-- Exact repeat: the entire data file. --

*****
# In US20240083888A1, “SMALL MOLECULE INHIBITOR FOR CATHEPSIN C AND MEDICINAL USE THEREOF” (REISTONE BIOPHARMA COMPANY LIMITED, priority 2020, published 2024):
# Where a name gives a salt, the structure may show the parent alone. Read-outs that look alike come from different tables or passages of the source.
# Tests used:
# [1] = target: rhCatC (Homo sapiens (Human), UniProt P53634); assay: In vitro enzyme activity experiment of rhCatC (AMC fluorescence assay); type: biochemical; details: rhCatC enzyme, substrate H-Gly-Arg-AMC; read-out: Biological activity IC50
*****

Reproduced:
# In US20240083888A1, “SMALL MOLECULE INHIBITOR FOR CATHEPSIN C AND MEDICINAL USE THEREOF” (REISTONE BIOPHARMA COMPANY LIMITED, priority 2020, published 2024):
# Where a name gives a salt, the structure may show the parent alone. Read-outs that look alike come from different tables or passages of the source.
# Tests used:
# [1] = target: rhCatC (Homo sapiens (Human), UniProt P53634); assay: In vitro enzyme activity experiment of rhCatC (AMC fluorescence assay); type: biochemical; details: rhCatC enzyme, substrate H-Gly-Arg-AMC; read-out: Biological activity IC50